Archive for December, 2012

Day Zero

Posted: December 28, 2012 in Detention Center Unit Complex

Entering Federal Prison is a very daunting and challenging event emotionally.  You will be spending time on your  own for a long period of time and you will need something to keep your mind active outside of just staring at the wall.

When I was first brought into my cell I was told nothing, not informed of the rules, and was left to spend time to yourself thinking about what you have done and the sentence you have in front of you.  Trying to communicate with staff (at least at Atlanta USP) is near impossible.  If you ask questions, they won’t get answered.  If you need something; other than medical treatment, it won’t be given to you (at least right away). (more…)


Getting Started – Don’t Stress

Posted: December 27, 2012 in Preparation

First let me get started by saying this process is not the same for all inmates, pretrial or not.  Everyone will experience the justice system differently.  Many inmates; such as myself will never spend a day behind bars prior to sentencing and even then many won’t see a jail cell until they self-report to their assigned penitentiary/camp.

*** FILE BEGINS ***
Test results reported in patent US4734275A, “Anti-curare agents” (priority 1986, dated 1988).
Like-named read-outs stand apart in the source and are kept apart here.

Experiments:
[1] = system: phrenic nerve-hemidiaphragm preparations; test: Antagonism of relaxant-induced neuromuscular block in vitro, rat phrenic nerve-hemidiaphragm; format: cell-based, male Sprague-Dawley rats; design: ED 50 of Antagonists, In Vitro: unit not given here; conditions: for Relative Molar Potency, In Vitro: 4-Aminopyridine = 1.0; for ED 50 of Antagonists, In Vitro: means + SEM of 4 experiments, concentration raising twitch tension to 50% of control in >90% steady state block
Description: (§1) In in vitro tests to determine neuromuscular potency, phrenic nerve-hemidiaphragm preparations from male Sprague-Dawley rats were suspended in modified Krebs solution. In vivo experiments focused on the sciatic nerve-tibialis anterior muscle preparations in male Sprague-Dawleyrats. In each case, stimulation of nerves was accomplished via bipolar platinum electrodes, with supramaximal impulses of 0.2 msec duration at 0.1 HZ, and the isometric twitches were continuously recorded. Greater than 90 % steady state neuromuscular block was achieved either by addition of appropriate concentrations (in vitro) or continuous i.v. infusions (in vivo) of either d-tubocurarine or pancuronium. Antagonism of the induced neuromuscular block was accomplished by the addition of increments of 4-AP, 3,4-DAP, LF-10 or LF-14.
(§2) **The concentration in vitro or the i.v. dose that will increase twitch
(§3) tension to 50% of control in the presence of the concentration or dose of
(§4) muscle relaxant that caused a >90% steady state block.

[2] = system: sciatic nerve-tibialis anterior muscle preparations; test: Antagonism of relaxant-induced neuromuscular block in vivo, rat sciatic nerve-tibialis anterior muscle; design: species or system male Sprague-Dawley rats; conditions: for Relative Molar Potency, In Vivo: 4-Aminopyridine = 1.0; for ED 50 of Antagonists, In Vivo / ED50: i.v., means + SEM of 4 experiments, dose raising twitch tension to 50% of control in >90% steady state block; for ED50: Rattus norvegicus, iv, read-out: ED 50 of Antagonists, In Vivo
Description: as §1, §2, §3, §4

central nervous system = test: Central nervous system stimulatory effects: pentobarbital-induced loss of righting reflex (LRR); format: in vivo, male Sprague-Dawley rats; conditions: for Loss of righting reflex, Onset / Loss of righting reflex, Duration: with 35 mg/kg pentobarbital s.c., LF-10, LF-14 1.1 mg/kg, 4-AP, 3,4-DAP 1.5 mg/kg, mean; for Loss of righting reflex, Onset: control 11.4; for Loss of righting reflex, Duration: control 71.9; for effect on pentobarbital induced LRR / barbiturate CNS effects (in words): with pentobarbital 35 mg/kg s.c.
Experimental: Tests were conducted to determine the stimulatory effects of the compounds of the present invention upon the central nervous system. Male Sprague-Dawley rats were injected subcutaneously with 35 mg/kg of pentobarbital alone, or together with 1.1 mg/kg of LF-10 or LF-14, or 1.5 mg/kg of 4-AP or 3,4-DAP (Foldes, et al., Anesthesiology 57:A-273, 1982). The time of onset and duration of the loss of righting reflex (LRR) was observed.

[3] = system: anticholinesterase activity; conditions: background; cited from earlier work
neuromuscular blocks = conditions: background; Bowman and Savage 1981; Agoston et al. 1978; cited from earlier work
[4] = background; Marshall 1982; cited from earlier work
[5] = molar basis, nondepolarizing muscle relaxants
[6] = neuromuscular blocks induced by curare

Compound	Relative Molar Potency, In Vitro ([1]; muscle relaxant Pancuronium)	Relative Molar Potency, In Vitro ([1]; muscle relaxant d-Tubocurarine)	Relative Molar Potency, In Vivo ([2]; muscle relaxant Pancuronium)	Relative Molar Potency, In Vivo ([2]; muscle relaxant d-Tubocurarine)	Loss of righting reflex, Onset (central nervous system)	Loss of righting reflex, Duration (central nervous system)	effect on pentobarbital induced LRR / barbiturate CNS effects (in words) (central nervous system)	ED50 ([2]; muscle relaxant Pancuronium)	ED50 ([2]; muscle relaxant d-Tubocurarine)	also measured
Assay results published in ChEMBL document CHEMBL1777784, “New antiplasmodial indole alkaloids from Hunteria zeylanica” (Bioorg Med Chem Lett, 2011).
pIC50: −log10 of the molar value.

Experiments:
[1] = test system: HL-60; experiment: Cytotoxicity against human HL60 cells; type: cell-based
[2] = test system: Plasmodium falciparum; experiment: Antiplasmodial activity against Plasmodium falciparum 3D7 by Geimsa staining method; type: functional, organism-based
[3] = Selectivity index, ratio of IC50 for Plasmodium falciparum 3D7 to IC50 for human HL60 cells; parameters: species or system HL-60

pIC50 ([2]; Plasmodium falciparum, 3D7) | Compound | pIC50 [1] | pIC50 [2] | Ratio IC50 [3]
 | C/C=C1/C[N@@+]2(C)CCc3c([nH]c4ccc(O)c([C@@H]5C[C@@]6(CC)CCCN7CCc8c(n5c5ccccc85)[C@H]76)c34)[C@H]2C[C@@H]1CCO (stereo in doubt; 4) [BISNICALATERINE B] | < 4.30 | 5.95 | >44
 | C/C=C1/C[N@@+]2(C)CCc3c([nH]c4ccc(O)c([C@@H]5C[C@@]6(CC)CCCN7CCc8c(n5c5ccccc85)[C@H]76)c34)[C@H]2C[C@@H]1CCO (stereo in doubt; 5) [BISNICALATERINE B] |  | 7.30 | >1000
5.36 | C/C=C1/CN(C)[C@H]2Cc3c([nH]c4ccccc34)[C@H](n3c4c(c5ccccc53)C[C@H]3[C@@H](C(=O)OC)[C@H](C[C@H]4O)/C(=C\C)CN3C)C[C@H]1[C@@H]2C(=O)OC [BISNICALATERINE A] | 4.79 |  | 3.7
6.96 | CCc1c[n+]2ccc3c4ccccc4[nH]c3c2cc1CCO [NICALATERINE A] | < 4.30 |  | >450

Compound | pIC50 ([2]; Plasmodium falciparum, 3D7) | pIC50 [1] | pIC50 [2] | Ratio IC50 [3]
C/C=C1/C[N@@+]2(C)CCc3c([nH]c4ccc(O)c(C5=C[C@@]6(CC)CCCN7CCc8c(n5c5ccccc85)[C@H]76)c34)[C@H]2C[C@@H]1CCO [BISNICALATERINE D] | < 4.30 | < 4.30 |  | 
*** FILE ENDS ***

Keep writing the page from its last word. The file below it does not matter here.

I was sentenced in July 2012 to a term on three months confinement with three years supervised release (one of which will be served on home confinement).  I left the courthouse defeated, exhausted, and unsure of how life would be with everything falling around me.  I was placed in Pretrial release and told that I had to contact the Probation Office once a week.  I didn’t know it at the time, but I was very lucky.  Individuals who have just entered a plea or are convicted are either immediately placed in custody of the US Marshals Office or placed in a Home Confinement status. (more…)

Preparing for Federal Prison

Posted: December 27, 2012 in Preparation

One of the first times I thought I might be going to prison was when federal investigators showed up at my place of employment to ask questions about my former work. Needless to say when I asked them if I was in need of an attorney or if I was in trouble they simply stated, they weren’t sure.

Obviously I didn’t know for sure, for sure, until I was sentenced. Still, as you go through this process, and as things happen, you start to get the idea that you are going to be going to prison. I was lucky to the extent that I remained out on my own recognizance (ROR) and had about three months to prepare for the process of going to prison. There are many that are nowhere near as lucky. Some will never see a free day during the entire pre-trial process. If you are lucky enough to be given a bond or ROR, then you should take the time to do what I did and research all I could about prison. This will prepare you to be as successful as possible while incarcerated. Make sure you read as much information as possible and always look at the date the information was written. Things change so much and very quickly. (more…)